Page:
The Politics of Food Supply
U.S. Agricultural Policy in the World Economy
Imprint: Yale University Press
Series: Yale Agrarian Studies Series
This book deals with an important and timely issue: the political and economic forces that have shaped agricultural policies in the United States during the past eighty years. It explores the complex interactions of class, market, and state as they have affected the formulation and application of agricultural policy decisions since the New Deal, showing how divisions and coalitions within Southern, Corn Belt, and Wheat Belt agriculture were central to the ebb and flow of price supports and production controls. In addition, the book highlights the roles played by the world economy, the civil rights movement, and existing national policy to provide an invaluable analysis of past and recent trends in supply management policy.
"Winders's book is at its best when it links both the policy's [of agricultural supply management] persistence and its 1996 elimination to the political support of three commodity-based segments within agriculture: corn, wheat, and cotton. Winders claims that class transformation within the cotton segment was the ultimate key to the policy reversal."—Edward C. Jaenicke, American Journal of Sociology~Edward C. Jaenicke, American Journal of Sociology
"Breaking new ground, Winders' original class analysis of US agricultural politics differentiates commodity programs as vectors of privilege and change in farm policy and markets at home and abroad."—Philip McMichael, Cornell University
~Jill Quadagno"The Politics of Food Supply traces the fate of New Deal agricultural policies that were the mainstay of federal policy until the 1990s. In a fascinating historical account, Bill Winders explains why a nation wedded to a free market ideology has provided price supports for each of the major crops—corn, cotton and wheat—in its agricultural policy. A pathbreaking contribution to political sociology and comparative historical sociology."—Jill Quadagno, author of One Nation, Uninsured: Why the US Has No National Health Insurance
"Bill Winders in The Politics of Food Supply: U.S. Agricultural Policy in the World Economy provides an engaging and incisive account of the history and political economy of farm policy in the United States."--Sandeep Vaheesan~Sandeep Vaheesan, ASEAN Economic Bulletin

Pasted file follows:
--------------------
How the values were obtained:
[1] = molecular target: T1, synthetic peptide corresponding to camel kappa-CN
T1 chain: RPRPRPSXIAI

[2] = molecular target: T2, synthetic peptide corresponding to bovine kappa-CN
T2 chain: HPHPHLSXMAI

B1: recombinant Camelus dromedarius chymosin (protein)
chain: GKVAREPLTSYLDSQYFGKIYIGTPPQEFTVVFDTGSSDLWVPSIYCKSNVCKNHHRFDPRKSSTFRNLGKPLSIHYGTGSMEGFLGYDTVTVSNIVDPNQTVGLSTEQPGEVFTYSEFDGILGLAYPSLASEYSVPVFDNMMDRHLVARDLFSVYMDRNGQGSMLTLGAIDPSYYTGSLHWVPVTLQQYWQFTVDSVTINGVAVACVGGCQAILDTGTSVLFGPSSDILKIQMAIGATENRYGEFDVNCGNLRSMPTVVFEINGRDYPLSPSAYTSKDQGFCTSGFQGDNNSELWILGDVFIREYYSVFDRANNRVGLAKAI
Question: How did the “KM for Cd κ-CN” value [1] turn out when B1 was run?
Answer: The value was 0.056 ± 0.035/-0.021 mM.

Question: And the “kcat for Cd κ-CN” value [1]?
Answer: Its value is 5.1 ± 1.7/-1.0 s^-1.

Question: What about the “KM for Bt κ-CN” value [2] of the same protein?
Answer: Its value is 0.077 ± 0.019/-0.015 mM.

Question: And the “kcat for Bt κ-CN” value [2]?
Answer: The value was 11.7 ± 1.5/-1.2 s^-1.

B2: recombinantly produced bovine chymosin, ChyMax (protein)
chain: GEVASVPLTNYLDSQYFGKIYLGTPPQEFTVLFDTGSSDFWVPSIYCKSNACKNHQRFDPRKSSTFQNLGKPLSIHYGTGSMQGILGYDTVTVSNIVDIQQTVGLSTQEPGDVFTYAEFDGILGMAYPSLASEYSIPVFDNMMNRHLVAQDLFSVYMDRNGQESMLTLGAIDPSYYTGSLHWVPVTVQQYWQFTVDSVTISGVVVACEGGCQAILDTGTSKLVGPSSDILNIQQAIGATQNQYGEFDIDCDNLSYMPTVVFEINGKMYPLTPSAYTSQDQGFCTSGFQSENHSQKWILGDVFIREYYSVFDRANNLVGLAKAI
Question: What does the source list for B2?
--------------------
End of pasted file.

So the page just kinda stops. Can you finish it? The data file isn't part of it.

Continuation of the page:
“The Politics of Food Supply provides a thorough and detailed examination of the economic and political forces that have shaped U.S. agricultural policy for much of the twentieth century. Moreover, Winders’ focus on how changes within agriculture itself have acted to shape policy offers an important alternative to most analyses, thus providing a necessary contribution toward understanding both historical and contemporary agricultural policy. More generally, this book will prove valuable for social scientists and historians interested in topics of food and agriculture, political sociology, and public policy.”—Carmen Bain, Contemporary Sociology~Carmen Bain, Contemporary Sociology
“Winders’s book has several strong points or innovations in agricultural policy analysis. First, the commodity-based approach is an insightful and interesting unifying framework that nicely ties together political, technological, and economic elements. Winders does well to remind current readers how farm commodities—and associated political power—were regionally intense. Another strength is the linking of the corn-wheat-cotton commodity framework to the global economy. Fully comprehending this framework requires understanding a U.S. food regime built on export subsidies and food aid. A third strength is Winders’s in-depth analysis of congressional votes and hearings, which ultimately demonstrates that within-segment politics are at least as important as general party politics.”—Edward C. Jaenicke, American Journal of Sociology~Edward C. Jaenicke, American Journal of Sociology
“In The Politics of Food Supply Winders makes a significant contribution to the sociology of agrifood studies. Established academics and graduate students in the areas of historical sociology and the sociology of the agrifood system will find this book an engaging read as well as a valuable example of critical agrifood research.”—Douglas H. Constance, Agriculture and Human Values~Douglas H. Constance, Agriculture and Human Values
Winner of the 2011 Political Economy of the World-System (PEWS) Section of the American Sociological Association Book Award ~Distinguished Book Award, American Sociological Association
~Alice Weinreb, Environmental History
"A clear, detailed, and intelligent guide to the history of US agricultural policy" Alice Weinreb, Environmental History.